Alternative control strategies for termites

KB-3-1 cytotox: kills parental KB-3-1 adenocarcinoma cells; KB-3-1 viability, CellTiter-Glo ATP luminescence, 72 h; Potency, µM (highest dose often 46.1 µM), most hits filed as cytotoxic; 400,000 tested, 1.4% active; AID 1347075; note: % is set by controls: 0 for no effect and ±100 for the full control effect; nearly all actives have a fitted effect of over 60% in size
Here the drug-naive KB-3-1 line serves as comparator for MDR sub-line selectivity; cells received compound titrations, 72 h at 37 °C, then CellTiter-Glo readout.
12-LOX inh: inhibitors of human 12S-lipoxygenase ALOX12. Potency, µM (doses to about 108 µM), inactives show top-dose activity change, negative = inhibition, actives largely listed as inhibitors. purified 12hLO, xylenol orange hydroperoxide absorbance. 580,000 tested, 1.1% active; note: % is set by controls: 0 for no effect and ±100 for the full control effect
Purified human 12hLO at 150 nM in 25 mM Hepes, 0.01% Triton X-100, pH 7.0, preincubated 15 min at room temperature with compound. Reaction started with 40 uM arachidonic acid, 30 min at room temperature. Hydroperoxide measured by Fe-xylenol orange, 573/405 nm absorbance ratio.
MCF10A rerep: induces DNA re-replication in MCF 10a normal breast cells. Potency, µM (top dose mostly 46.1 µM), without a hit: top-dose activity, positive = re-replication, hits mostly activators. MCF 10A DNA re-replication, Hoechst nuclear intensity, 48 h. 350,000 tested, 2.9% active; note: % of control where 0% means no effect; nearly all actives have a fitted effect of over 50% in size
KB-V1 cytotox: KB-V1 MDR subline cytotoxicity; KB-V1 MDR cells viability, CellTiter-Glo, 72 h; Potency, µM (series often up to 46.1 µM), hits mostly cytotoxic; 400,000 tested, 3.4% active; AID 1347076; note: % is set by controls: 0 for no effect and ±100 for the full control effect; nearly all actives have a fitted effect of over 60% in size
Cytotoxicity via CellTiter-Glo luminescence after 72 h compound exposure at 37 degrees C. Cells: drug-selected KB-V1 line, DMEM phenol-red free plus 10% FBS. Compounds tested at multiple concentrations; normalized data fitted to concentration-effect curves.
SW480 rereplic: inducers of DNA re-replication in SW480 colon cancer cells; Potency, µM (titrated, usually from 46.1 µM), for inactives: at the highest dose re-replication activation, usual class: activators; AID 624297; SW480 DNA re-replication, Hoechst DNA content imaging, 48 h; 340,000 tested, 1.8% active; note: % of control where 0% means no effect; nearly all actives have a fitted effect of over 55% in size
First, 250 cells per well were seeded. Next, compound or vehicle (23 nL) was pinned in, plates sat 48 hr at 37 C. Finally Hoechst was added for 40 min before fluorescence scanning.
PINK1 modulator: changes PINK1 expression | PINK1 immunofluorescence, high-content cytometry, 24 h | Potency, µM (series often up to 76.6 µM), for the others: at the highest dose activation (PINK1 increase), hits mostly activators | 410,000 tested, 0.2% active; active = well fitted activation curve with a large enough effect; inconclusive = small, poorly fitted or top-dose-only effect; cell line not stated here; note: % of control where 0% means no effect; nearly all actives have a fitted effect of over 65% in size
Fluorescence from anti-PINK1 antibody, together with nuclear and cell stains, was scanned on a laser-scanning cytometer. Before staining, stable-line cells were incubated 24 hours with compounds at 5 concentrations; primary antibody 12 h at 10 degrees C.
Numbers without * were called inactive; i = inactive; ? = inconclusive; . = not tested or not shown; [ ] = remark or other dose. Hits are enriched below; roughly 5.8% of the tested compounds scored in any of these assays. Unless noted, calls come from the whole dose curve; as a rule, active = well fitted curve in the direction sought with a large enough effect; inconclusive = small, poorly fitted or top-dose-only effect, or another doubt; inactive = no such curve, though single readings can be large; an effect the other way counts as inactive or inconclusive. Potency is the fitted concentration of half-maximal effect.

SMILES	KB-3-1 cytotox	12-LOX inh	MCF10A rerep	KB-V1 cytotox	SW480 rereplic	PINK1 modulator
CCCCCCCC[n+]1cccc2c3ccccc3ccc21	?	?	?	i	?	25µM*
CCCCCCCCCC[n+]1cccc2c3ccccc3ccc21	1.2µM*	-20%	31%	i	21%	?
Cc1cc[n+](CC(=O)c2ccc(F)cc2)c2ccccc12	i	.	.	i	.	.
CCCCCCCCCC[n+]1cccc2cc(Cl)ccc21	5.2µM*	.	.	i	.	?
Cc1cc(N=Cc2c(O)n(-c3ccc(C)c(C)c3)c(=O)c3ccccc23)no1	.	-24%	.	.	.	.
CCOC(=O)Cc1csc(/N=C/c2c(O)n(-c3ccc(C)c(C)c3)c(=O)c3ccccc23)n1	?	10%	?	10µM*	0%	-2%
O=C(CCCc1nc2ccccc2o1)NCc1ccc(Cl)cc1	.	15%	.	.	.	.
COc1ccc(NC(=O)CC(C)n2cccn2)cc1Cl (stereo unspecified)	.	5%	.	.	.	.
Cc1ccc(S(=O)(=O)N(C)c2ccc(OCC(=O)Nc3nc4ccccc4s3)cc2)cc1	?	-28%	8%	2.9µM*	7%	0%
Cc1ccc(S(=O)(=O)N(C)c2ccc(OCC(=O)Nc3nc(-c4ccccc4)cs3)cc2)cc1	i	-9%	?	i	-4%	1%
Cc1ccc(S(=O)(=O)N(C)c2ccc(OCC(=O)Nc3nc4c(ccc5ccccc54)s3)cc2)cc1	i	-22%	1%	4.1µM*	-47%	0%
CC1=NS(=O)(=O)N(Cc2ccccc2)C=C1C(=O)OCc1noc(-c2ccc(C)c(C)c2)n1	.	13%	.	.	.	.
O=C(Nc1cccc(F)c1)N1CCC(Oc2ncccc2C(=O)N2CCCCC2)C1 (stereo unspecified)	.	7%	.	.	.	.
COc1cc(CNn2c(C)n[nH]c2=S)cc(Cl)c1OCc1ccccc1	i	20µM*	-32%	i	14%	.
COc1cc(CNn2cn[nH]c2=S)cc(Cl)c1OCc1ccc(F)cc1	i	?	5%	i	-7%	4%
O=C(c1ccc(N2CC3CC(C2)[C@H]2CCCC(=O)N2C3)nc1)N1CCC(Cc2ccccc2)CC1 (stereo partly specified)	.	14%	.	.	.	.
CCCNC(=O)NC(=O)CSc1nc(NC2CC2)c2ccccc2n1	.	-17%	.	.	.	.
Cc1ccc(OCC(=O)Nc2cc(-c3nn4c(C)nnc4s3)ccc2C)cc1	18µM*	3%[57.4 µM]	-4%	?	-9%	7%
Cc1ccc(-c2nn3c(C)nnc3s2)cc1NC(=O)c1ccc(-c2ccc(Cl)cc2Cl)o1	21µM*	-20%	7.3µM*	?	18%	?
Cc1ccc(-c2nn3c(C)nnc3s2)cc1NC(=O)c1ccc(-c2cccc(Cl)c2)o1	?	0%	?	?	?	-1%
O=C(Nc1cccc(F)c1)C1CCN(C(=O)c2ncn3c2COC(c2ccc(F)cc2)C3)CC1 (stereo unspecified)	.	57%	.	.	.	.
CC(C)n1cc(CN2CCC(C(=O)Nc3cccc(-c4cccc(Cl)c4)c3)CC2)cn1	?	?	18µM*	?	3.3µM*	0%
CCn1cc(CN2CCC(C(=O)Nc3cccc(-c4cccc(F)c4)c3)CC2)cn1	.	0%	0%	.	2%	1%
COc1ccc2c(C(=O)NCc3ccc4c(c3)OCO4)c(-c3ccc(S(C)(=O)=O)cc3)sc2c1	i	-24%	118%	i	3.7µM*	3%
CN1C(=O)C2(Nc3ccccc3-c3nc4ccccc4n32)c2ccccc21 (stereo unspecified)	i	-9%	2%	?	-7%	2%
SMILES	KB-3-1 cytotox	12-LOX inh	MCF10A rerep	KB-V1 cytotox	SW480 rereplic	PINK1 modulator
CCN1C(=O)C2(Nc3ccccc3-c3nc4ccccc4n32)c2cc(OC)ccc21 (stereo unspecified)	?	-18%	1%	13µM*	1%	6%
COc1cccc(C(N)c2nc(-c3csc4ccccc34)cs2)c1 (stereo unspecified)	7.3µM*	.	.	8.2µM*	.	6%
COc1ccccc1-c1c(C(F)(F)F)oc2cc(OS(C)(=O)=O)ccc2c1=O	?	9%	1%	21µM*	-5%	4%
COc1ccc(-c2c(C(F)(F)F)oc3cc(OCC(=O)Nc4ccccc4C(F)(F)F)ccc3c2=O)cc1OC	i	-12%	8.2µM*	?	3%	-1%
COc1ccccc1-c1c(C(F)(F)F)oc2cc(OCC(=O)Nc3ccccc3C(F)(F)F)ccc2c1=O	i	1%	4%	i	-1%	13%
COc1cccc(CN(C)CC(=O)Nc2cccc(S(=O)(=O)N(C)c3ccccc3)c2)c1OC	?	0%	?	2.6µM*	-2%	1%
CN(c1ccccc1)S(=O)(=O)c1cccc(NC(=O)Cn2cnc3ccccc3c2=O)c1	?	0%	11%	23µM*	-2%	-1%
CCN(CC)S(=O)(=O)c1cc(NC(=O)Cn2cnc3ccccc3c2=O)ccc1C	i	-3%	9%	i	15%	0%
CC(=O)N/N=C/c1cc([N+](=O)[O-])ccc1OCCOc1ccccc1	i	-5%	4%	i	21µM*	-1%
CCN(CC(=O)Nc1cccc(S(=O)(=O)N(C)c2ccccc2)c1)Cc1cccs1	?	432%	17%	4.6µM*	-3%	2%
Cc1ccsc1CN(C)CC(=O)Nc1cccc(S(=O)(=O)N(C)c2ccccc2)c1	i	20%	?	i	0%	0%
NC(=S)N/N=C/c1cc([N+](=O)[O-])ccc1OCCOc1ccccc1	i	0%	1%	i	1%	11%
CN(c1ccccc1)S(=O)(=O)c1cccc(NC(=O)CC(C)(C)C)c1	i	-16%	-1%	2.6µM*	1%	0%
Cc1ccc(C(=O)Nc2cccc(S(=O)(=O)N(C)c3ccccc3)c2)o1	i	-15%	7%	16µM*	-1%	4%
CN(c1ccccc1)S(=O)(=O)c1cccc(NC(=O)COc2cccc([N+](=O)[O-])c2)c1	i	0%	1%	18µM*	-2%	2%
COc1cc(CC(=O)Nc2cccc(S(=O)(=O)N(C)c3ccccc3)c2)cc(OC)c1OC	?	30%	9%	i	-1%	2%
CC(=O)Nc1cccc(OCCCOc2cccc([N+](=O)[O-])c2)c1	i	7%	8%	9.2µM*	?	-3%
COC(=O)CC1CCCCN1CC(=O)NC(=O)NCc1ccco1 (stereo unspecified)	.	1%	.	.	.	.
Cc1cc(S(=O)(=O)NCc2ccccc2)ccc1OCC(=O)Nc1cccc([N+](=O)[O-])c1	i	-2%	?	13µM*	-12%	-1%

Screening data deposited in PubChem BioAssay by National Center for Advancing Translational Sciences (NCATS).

The relative efficacy of five detection and 12 control methods for termites is reviewed. Chemical and nonchemical control methods are included. Discussions of the latest advances in detection and control focus on seven species: Cryptotermes brevis (Walker), Incisitermes minor (Hagen), I. snyderi (Light), Coptotermes formosanus Shiraki, Heterotermes aureus (Snyder), Reticulitermes flavipes (Kollar), and R. hesperus Banks. These species were chosen because they have great economic importance as pests and because studies have been published on alternative control strategies. Tables and discussions recount the historical development as well as strengths and limitations for most termite detection and control methods. Differences between whole-structure and localized treatments also are discussed. Chemical methods are the most predominant termite treatment application. However, uses of alternative methods that emphasize least-toxic and nonchemical applications are increasing. Technological advances in detection are needed to enhance all termite control methods, especially those directed at localized applications. Prospects for the development and public acceptance of alternative termite controls appear good, although population reduction of termites from structures may be a more attainable and realistic goal than elimination as new technologies are developed. The greatest challenges ahead in improving and developing existing and new termite detection and control strategies will be to secure funds for research and to identify mechanisms for rapid dissemination of evolving information to pest control operators and consumers.